“Don’t Blow No Bubbles” was difficult for me as a Bad Brains fan.
Interesting the idea that Original Six NHL teams shouldn’t alter their uniforms – The Boston Bruins and Toronto Maple Leafs have substantially changed their uniforms so many times, and in recent years to boot – is there any general agreement on what their definitive uniforms are? Similarly the Chicago Blackhawks substantially changed their uniforms a few times in their first few decades before settling on what I think most fans will agree is their definitive uniform set (though argument could be made that the Turn Back The Clock uniform worn in 1991-92 is an even better look).
Good mention on the Hüsker Dü ripped lettering logo. That’s the one folks think of when the band comes to mind. They also had this circle logo that was used throughout their run. I never think of it, even though I still listen to most of their catalog on a regular basis.
Per a rundown of logos:
“Despite the friction between band members, Husker Du‘s logo symbolizes their unity: the circle represents the band, the horizontal lines are for the three members (Bob Mould, Grant Hart, and Greg Norton), and the vertical line stands for their creative connection.”
As a HüDü fan myself, I’ve always found that description embarrassing. As bad as a Nike press release.
1. You are not kidding about Binghamton weather. I have gone through town fairly regularly since 2005 for various reasons. I can remember one trip through where it wasn’t absolutely pouring rain.
2. Kenji Lopez-Alt has some great recipes! Over the weekend, I made a 10-pound bone-in pork shoulder that was perfect! Worth the wait (8-9 hours in the oven). I saved a few more that I can’t wait to try.
Did you do the crispy-skin bit at the end??
Other than Split Enz, the Verlaines and D4, I am not familiar with New Zealand bands and as a WFMU listener, I can’t believe I missed the Clean. Just checked them out on YouTube and I like them a lot. Thanks.
P.S.: I do not consider Fighting with My Family a Dwayne “The Rock” Johnson movie but he is in it and it’s pretty entertaining.
I loved the 1980s/’90s NZ indie-rock scene so much that I actually traveled to NZ twice in the 1990s, mainly to see music.
NZ bands/artists I strongly recommend from that period (in addition to the Clean), in no particular order:
– Able Tasmans
– Tall Dwarfs
– Chris Knox
– Alec Bathgate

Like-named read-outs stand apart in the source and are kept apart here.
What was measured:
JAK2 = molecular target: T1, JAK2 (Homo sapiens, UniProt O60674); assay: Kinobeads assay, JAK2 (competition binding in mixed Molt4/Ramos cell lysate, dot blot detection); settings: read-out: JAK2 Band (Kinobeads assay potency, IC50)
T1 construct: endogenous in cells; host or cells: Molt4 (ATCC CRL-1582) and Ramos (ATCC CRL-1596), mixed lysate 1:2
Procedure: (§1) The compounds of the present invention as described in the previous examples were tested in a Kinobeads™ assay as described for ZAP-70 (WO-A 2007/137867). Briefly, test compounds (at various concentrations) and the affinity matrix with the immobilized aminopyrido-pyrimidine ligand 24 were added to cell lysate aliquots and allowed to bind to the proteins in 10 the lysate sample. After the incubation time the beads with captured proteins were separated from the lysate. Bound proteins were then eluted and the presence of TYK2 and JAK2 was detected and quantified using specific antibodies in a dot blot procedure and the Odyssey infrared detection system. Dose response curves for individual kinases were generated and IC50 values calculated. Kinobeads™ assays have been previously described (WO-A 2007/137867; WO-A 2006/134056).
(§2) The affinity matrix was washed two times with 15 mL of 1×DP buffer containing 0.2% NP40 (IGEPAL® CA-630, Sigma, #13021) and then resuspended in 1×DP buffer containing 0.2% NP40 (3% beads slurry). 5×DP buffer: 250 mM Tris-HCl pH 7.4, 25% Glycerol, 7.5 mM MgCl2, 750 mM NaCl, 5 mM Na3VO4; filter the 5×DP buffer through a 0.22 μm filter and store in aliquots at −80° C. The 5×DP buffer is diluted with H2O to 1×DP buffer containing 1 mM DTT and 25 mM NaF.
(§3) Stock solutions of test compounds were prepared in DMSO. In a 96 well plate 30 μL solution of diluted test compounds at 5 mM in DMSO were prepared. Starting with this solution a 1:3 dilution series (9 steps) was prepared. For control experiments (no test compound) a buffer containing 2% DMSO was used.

– Bird Nest Roys
– Plagal Grind
– Straitjacket Fits
– Jean-Paul Sartre Experience
– Great Unwashed
– Alastair Galbraith
I’m sure I’m forgetting a few. Most (but not all) of these bands recorded for the Flying Nun label, which for a decade or so was clearly the best record label in the world. Most releases on the Xpressway label during this period were also worthwhile.
Re: Kubrick, I would’ve thought Dr. Strangelove to be pretty appropriate for right now, what with the “much time and little to do” aspect of the mineshaft system…
I thought Christopher Crowe came up with the Cheap Trick logo.
You’re right! Paula Scher designed the debut album cover, not the logo. Thanks for setting me straight!
Great stuff as always Paul!
RE Livery: If drag racing counts, Roland Leong’s Hawaiian (any of them)
RE Designing Concepts: if you have your design software picked out, sites like Icethetics.com have free templates you can download. If not, Google free alternatives to Adobe Illustrator. I treat concepts like sketches, any idea is worth a shot.
“One of our society’s biggest problems these days is our inability to agree on a shared set of facts.”
You nailed it Paul!
When did this happen? Maybe when we were all able to voice our opinion to anyone/everyone that may or may not be interested online? Or maybe it’s always been that way.
It would be nice if you would credit each questioner. Is there a policy reason behind why you don’t? Thanks
I have seen that video of the Maple Leafs with “non-contrasting NOBs” a few times and for the life of me, I cannot see names at all. It looks like simply blank nameplates on the Leafs jerseys to me. Does anyone see it differently than me?
UNI! Wonder what she’s up to? You know, think you did a bit on the Uniroyal Tires ads from the 1970s showing a woman named Uni and guys named Roy and Al.
Listening lots to sex clark five’s newish genius record “Mrs von Braun You’ve got a lovely daughter” My looking for recent strum and drummer related gab brought me here – very cool blog. All best.
>I’d also say he might be a bit overrated, given that his lyrical themes were often pretty facile.
Brian didn’t write most of the lyrics.
The early surf and sun were a product of the influence of the execrable Mike Love, the 70s were a product of accelerating mental illness, and the Pet Sounds/Smile oddness were generally cowriters (Van Dyke Parks and Tony Asher for example).
Brian’s genius is in melody and arrangement.